How FITtec EMS helps pre-surgery, post-surgery, injuries, immobility, weak muscles, non-contributing muscles and an out of balance muscular system
In previous articles, we have discussed electrical muscle stimulation (EMS) in general, and specifically, Whole Body EMS (WB-EMS) for the general healthy population. For them, WB-EMS is a phenomenal way to ‘amp-up’ (pun intended) your workout. WB-EMS is an incredible bio-hack that shortens work-out time, recruits more muscle fiber contraction for deeper conditioning and provides for higher exercise intensity faster with less wear and tear on joints.
In those posts, I have only been speaking to the average healthy, non-injured person, but there is another beneficial side to WB-EMS. WB-EMS can also be beneficial to people who have health challenges, from mild sprain-strain injuries to surgical repair, or other conditions that limit their ability to exercise to maintain muscle tone – a requirement for health. Further, loss of muscle tone, strength and density is a secondary effect of injury, immobility or illness which leads to long-term disability complications. You may remember that initially, beginning about 70 years ago, locally applied EMS was important treatment in rehabilitation therapy. Thus, WB-EMS can be included in the rehabilitation conversation with certain provisions.
People with health challenges need to check with their health provider to see if WB-EMS is a viable option to assist them in speeding recovery or supporting them to be more functional and be referred by their health provider.
Here are several circumstances where WB-EMS may be effective:
Rehabilitation exercises are an important part of overall recovery. They help restore strength, range of motion, and endurance. The overall goal of rehab exercises is to restore someone to their former activity level and strength or as near normal as possible. Rehabilitation exercises are also crucial for preventing future injuries.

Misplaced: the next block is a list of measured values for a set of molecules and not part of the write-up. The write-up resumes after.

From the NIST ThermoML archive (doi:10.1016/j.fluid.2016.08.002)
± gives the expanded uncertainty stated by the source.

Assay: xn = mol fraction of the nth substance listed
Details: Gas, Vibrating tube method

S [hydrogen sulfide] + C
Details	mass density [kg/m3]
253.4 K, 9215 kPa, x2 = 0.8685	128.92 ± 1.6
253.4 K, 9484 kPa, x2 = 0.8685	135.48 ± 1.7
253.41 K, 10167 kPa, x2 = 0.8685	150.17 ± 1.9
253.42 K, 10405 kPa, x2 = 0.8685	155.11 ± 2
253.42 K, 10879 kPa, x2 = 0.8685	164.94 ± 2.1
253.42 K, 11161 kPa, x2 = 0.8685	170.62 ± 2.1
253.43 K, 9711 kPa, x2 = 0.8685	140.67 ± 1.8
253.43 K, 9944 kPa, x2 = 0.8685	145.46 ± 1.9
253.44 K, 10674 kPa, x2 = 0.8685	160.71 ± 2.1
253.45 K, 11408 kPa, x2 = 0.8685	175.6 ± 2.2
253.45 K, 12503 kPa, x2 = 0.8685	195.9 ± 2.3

Injuries can be the garden variety sprains or strains that keep you out of the gym, away from your favorite hooby or your favorite training regimen. They can also be as serious as joint replacement surgeries that require a specialized protocol of just the right amount of range of motion plus exertion to heal and not hurt the repaired joint. For instance, decreased strength in the muscles around your knee is often a problem area after a total knee replacement. Strengthening exercises help improve your quadriceps and hamstrings stability but typical weight training can injure the repair. WB-EMS is a way to progressively increase the strength of surrounding muscle without any added training stress on the damaged joint prior to surgery. It is common knowledge and proven fact that strengthening those muscles that support a damaged joint prior to surgery can in fact reduce your recovery time. The same applies for post-surgery training, WB-EMS greatly reduces the time needed to recover due to it’s localization of treatment, depth of treatment, added increase of blood flow to the area all while not damaging or hindering the surgically repaired joint. Second to those points, you get a Whole-body workout at the same time, not only allowing your body to recover but start building again. A regular exercise program is a key part of recovery from an operation. Building up strength in the muscles around a new joint, will help the return to normal activities and increase the level of functional mobility.